Jack Ellis

Acacia Research appears to have significantly restructured its Asia-Pacific business, with the departure of its most senior executive in the region and the possible closure of its Tokyo office. However, recent activity indicates that the US-based NPE is by no means exiting the Asian market, having made a couple of big acquisitions from Japanese corporates of late.

Hiro Seki – who had been senior vice president and general manager of Acacia’s Tokyo-headquartered Asia operation since 2013 – left the company last month, according to his LinkedIn profile. At some point since late March, Acacia has also removed the details of its Tokyo office from the ‘Contact’ section of its website (current version here, 24th March version here), probably indicating that it has been mothballed. Seki declined to comment when contacted by IAM. Acacia did not respond to IAM’s request for comment.

Acacia made its first major foray into the Asian patent market back in August 2010, when it entered into a “strategic patent licensing alliance” with Japanese chipmaker Renesas Electronics. This ‘privateering’ relationship gradually expanded over time, with Renesas granting “broad and lengthy” access to its portfolio and transferring several tranches of patents to the US firm. In July 2013, Seki – who had been chief IP officer at Renesas since 2008 and had previously served as IP manager at Hitachi – moved across to Acacia to head up its new and promising Asia-Pacific unit.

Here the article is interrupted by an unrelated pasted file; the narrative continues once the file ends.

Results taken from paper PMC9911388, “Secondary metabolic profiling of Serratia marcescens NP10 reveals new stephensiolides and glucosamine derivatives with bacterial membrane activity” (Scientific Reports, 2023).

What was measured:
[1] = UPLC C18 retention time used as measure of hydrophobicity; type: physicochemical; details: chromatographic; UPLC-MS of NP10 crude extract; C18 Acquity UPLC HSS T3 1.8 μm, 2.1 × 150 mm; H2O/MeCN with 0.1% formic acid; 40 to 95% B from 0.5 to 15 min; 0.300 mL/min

However, since these early successes rumours began to swirl about the uncertain long-term prospects for the NPE’s regional operation. The aversion to litigation embedded in the Japanese corporate mindset – coupled with Acacia’s reputation, gained in its halcyon days, as an especially aggressive enforcer of patents – will have made the task of doing deals in the country and the wider region particularly difficult. Furthermore, the increasingly tough conditions in the US patent market in recent years, and the mixed results of Acacia’s attempts to respond to these, would only have served to compound the issues facing the Tokyo office. Other North American NPEs with an on-the-ground presence in Japan have not been immune from this tumult, either; Conversant’s Tokyo office shut up shop at some point in 2015, while Intellectual Ventures’ base in the city reportedly has been given over completely to Xinova, the new firm that resulted from the spin-out of its Invention Development Fund last year.

But despite the departure of Seki and the apparent shuttering of its local base of operations, Acacia is not leaving the Asian market. Its relationship with Renesas is still in place, and was reinforced with another assignment of patents from the chipmaker in September last year. Even more intriguing was a new partnership with a “major Japanese semiconductor manufacturer”, subsequently identified as Lapis Semiconductor - a subsidiary of Rohm, which has previously partnered with NPEs - involving patents relating to direct random-access memory and flash memory technologies. The signing of these deals indicates that there are still opportunities for Acacia in the Asia-Pacific – and the second one, in particular, suggests that there are operating companies that still have an interest in working with the NPE.